The Long Good Night

It’s weird going out to shows by yourself. Unlike going to the movies alone, when you’re out at a music venue everyone around you is talking, dancing, drinking, having a good time with their friends. So generally if Kari can’t come and I can’t get someone else to go with me, I’ll decline offers to check out shows. Exceptions exist, of course. Like if it’s a show that know I can enjoy while standing in a corner or if it’s a seated show where I won’t stand out. Last Friday was a rare for a couple of reasons-not only did I head out on my own, I hit two different places and saw five bands over the course of six hours. It was the longest night I’ve had in quite some time, but it was fun and I’m glad I went. I’m not feeling that great today, so I’ll just give you a short review of each band.


Bears Of Blue River hit the stage first. Shrouded in darkness and using a vocal filter on his microphone, Gavin Wilkinson led the band through some old material and also gave us a glimpse at some new stuff they’re working on. I’m not sure of everyone’s name, so I’ll just say that the guy playing the lap steel guitar sounded great. They mix a couple different things together, but they remind me a bit of Okkervil River in the way they seem like a folk band wearing rock and roll masks. I’m surprised I haven’t seen them before now. Last year when I was trying to set up some stuff for South By Southwest I was in contact with Gavin, but nothing ever came of it.

Hannah Georgas and her band came on for the second set of the night. I’d never heard of her, but throughout the performance learned that she’s from Vancouver and just released her second record. A quick google search tells me that she’s worked with Dan Mangan, who put on a really good set a couple weeks ago at Schubas. She uses a lot of electronic drum and sample noises in her songs, reminiscent of fellow Canadian Feist. The lights were up during this portion of the show, which was nice. I also noticed that the sound system seemed a bit cleaner-not as much distortion as during the Bears set. Whether by design or not, it helped me enjoy the songs a bit more. Georgas seems to be an interesting songstress worth checking out.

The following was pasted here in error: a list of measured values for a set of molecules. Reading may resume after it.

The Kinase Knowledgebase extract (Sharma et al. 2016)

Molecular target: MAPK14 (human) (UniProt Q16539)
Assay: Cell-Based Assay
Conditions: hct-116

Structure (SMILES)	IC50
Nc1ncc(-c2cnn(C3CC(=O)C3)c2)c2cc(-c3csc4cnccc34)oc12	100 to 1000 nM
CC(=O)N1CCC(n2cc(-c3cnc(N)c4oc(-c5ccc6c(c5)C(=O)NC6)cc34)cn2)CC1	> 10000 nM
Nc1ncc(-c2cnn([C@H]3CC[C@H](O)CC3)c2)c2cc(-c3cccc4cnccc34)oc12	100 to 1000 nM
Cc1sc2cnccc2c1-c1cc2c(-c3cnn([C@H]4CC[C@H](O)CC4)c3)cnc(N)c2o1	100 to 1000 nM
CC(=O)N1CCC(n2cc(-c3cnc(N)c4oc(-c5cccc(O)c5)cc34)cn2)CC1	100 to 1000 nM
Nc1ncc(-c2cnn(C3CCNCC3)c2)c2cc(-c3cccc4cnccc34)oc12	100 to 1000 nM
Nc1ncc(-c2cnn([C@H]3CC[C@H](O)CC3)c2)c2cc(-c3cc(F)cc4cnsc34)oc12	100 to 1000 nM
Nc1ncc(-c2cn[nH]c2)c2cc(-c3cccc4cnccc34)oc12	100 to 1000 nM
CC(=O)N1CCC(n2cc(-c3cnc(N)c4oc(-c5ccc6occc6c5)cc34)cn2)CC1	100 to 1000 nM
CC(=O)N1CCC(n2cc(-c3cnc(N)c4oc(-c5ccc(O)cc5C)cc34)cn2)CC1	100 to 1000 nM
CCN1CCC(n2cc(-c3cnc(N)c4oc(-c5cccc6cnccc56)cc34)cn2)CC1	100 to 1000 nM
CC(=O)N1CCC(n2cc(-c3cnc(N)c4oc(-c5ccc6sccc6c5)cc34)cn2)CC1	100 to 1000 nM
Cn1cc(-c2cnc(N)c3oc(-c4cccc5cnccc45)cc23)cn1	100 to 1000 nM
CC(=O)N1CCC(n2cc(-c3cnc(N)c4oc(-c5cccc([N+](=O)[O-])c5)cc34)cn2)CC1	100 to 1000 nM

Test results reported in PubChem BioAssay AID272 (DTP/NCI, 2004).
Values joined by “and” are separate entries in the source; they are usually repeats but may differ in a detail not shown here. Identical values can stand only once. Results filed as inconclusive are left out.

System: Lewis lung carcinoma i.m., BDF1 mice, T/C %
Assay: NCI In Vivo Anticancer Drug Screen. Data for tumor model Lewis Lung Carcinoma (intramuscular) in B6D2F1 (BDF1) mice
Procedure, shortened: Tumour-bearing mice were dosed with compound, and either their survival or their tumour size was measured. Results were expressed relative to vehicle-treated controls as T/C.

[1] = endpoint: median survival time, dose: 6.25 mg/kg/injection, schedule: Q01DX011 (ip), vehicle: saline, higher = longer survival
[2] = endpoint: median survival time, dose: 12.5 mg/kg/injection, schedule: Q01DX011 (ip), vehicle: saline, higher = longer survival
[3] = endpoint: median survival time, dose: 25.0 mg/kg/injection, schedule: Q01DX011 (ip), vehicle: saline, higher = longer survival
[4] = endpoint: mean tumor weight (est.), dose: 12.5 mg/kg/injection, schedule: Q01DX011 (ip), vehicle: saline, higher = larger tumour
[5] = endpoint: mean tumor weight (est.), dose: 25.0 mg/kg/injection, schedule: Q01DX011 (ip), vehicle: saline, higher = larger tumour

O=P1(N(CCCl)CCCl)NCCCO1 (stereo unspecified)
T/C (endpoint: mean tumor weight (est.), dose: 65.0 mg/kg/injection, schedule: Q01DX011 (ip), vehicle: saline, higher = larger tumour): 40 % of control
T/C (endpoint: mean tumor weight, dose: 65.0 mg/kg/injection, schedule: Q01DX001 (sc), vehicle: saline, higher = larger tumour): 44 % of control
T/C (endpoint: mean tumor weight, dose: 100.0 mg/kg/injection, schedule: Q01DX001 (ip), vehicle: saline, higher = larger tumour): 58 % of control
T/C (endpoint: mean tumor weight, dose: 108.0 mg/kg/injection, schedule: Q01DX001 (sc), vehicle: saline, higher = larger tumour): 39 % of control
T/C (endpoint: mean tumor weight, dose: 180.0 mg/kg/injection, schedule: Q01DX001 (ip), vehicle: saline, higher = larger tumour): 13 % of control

After a short jaunt on the 74 Fullerton bus, I waited for the 49 south to take me down to TEB. By the time I got there, Quiet Corral had already started. These guys, from Lawerence, KS, play americana-rock that appeared to have the crowd grooving pretty good. All the guys in the band are talented musicians, no doubt there. The only thing I could really think of, though, was “When is this americana revival going to end?” Not that I hate the music, but so much of it is the same thing over and over. I feel like it’s time to move on. The performance of the songs was good, with a lot of energy and charisma from the lead singer. I could have done without it.

Communist Daughter played next, and this set I enjoyed quite a bit. I’ve never had the chance to see them live, and the harmonies between Johnny Solomon and Molly Moore are as close to perfect as you can get in a live setting. A lot of their songs are quite dark, but there is a feeling of hope at the foundation. Solomon wasn’t one for talking on this night, which I appreciated. Just play the tunes, man. No need to jabber on about nothing (unless you’re John Vanderslice-in which case carry on). This was a very good performance. Could have been longer.

The final act I saw was The Damn Choir. Last week I interviewed the band’s lead singer, Gordon Robertson, at the Forever Yogurt in Boystown and it ended up being one of the best I’ve done. He’s an interesting guy, and his lyrics bite like the bitter cold we here in Chicago are about to face. I was told the set was a bit more stripped down, only featuring acoustic guitar, cello, electric guitar, and drums. I thought it sounded really good, though. In my personal opinion I like to just hear the songs as they were written-all that extra stuff is nice, but gets in the way of the original thoughts and feelings. For some reason Robertson’s voice was making me think of Seven Mary Three (who I unfortunately have seen live), mainly when he was growling into the microphone on some of his more caustic words. It was nice to see Katy Myers in action, playing the cello more like an upright bass. Somehow playing standing up makes the cello seem like a much more rock and roll instrument than sitting behind it. They played a few new songs, including one called “Surgery” that I thought was the best of them.